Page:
To me the business is scalable and your entire attitude was just BS and not a reflection of the facts right from the get go. Even if your numbers were correct and they are not how many paper boys make 800 a week working a 4 day work week. That 800 is really what he makes from his own efforts dude, it doesn’t include his employees. Even with that, again no overhead and a 4 day work week with an income of about 40K, quite a bit better than many people are doing now isn’t it.

      It is easy to scoff at the efforts of others.

  9. Trevor here,

    I thought I’d weigh in on all this talk of the financials. As I stated on the show, this company pays all my bills and more, and I’ve never once in my life needed welfare, employment insurance, a bank loan or any handout of any kind.

    I don’t care if I’m making 10,000 per year or 100,000 per year, as long as my expenses are less than my income, and I’m living the life I want. In my mind, someone making 100K per year with 120K in expenses is poorer and more miserable than someone making 10K per year with 8K in expenses.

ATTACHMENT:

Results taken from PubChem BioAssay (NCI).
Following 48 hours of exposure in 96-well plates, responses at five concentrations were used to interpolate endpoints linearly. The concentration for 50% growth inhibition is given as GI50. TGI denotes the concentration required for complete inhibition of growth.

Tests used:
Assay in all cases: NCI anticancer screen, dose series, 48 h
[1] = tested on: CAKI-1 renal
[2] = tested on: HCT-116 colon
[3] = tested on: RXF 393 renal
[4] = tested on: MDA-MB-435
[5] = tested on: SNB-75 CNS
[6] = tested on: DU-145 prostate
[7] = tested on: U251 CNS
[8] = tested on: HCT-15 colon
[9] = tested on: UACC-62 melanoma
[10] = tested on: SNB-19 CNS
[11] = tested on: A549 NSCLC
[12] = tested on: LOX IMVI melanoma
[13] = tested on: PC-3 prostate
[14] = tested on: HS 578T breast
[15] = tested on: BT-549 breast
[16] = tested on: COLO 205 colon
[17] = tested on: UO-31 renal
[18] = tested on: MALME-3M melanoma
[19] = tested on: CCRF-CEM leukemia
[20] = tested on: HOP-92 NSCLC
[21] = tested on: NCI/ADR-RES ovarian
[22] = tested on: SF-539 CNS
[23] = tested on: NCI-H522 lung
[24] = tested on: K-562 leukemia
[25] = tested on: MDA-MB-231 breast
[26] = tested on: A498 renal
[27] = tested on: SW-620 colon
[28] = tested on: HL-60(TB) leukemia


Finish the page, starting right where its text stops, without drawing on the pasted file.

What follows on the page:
Ask yourself, what would you be doing if you had enough money that you didn’t ever need to work a day in your life again. I can confidently say that I’d still be doing what I’m doing. That’s true wealth, and that’s what I feel I have.

  10. Trevor,
    That is awsome and more power to you. I just feel that the facts have been somewhat overstated. Can you please break down the financials a little bit more for those of us who aren’t as math wizardly as Jack? Average day, week, year. Seriously, real numbers not exagerations or “you can do the math” Will you make 40k this year? Or more simply, how many buckets does the company as a whole average in one day? What kind of expenses? Workers Comp? Jack is famous for his research. I just beleive he is the one hearing what he wants here and ,yes, this is truly human nature. If I’m wrong, I will apologize. It will be interesting to see if Jack will do the same.